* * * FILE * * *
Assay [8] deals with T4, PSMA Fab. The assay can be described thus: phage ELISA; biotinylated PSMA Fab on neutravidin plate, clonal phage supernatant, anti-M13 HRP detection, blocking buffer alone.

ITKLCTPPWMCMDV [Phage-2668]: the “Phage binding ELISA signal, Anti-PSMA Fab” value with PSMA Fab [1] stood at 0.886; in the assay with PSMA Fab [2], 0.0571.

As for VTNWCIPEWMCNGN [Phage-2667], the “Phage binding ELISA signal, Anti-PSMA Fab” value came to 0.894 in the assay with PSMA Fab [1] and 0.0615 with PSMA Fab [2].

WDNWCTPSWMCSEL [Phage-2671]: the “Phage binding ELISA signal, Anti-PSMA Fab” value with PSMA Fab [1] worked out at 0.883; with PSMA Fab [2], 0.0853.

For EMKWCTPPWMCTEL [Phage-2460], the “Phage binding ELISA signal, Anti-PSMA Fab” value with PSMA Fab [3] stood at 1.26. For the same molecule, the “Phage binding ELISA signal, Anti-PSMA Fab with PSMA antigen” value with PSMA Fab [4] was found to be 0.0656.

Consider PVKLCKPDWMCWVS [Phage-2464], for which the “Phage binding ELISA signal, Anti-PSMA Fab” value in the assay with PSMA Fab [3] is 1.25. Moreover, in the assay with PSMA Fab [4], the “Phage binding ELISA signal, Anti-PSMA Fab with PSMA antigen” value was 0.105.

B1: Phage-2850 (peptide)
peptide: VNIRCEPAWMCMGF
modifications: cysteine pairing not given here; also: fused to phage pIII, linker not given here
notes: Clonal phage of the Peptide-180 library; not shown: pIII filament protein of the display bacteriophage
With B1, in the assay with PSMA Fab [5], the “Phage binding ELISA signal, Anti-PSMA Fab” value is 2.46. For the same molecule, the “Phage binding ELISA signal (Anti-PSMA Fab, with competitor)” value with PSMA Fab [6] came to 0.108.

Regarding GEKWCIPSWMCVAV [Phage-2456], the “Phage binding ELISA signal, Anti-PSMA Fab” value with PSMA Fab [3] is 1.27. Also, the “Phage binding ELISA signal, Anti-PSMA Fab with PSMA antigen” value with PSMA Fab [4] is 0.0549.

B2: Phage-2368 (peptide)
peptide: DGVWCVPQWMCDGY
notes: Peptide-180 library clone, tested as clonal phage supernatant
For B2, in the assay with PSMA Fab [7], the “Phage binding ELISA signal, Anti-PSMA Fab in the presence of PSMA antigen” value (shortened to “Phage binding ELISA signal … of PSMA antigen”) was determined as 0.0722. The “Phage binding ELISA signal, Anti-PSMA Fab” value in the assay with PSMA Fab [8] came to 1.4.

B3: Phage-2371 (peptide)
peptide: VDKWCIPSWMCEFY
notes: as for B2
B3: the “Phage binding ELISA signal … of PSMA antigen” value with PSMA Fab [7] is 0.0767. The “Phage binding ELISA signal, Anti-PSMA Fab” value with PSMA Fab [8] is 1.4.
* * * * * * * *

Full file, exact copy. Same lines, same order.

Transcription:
Assay [8] deals with T4, PSMA Fab. The assay can be described thus: phage ELISA; biotinylated PSMA Fab on neutravidin plate, clonal phage supernatant, anti-M13 HRP detection, blocking buffer alone.

ITKLCTPPWMCMDV [Phage-2668]: the “Phage binding ELISA signal, Anti-PSMA Fab” value with PSMA Fab [1] stood at 0.886; in the assay with PSMA Fab [2], 0.0571.

As for VTNWCIPEWMCNGN [Phage-2667], the “Phage binding ELISA signal, Anti-PSMA Fab” value came to 0.894 in the assay with PSMA Fab [1] and 0.0615 with PSMA Fab [2].

WDNWCTPSWMCSEL [Phage-2671]: the “Phage binding ELISA signal, Anti-PSMA Fab” value with PSMA Fab [1] worked out at 0.883; with PSMA Fab [2], 0.0853.

For EMKWCTPPWMCTEL [Phage-2460], the “Phage binding ELISA signal, Anti-PSMA Fab” value with PSMA Fab [3] stood at 1.26. For the same molecule, the “Phage binding ELISA signal, Anti-PSMA Fab with PSMA antigen” value with PSMA Fab [4] was found to be 0.0656.

Consider PVKLCKPDWMCWVS [Phage-2464], for which the “Phage binding ELISA signal, Anti-PSMA Fab” value in the assay with PSMA Fab [3] is 1.25. Moreover, in the assay with PSMA Fab [4], the “Phage binding ELISA signal, Anti-PSMA Fab with PSMA antigen” value was 0.105.

B1: Phage-2850 (peptide)
peptide: VNIRCEPAWMCMGF
modifications: cysteine pairing not given here; also: fused to phage pIII, linker not given here
notes: Clonal phage of the Peptide-180 library; not shown: pIII filament protein of the display bacteriophage
With B1, in the assay with PSMA Fab [5], the “Phage binding ELISA signal, Anti-PSMA Fab” value is 2.46. For the same molecule, the “Phage binding ELISA signal (Anti-PSMA Fab, with competitor)” value with PSMA Fab [6] came to 0.108.

Regarding GEKWCIPSWMCVAV [Phage-2456], the “Phage binding ELISA signal, Anti-PSMA Fab” value with PSMA Fab [3] is 1.27. Also, the “Phage binding ELISA signal, Anti-PSMA Fab with PSMA antigen” value with PSMA Fab [4] is 0.0549.

B2: Phage-2368 (peptide)
peptide: DGVWCVPQWMCDGY
notes: Peptide-180 library clone, tested as clonal phage supernatant
For B2, in the assay with PSMA Fab [7], the “Phage binding ELISA signal, Anti-PSMA Fab in the presence of PSMA antigen” value (shortened to “Phage binding ELISA signal … of PSMA antigen”) was determined as 0.0722. The “Phage binding ELISA signal, Anti-PSMA Fab” value in the assay with PSMA Fab [8] came to 1.4.

B3: Phage-2371 (peptide)
peptide: VDKWCIPSWMCEFY
notes: as for B2
B3: the “Phage binding ELISA signal … of PSMA antigen” value with PSMA Fab [7] is 0.0767. The “Phage binding ELISA signal, Anti-PSMA Fab” value with PSMA Fab [8] is 1.4.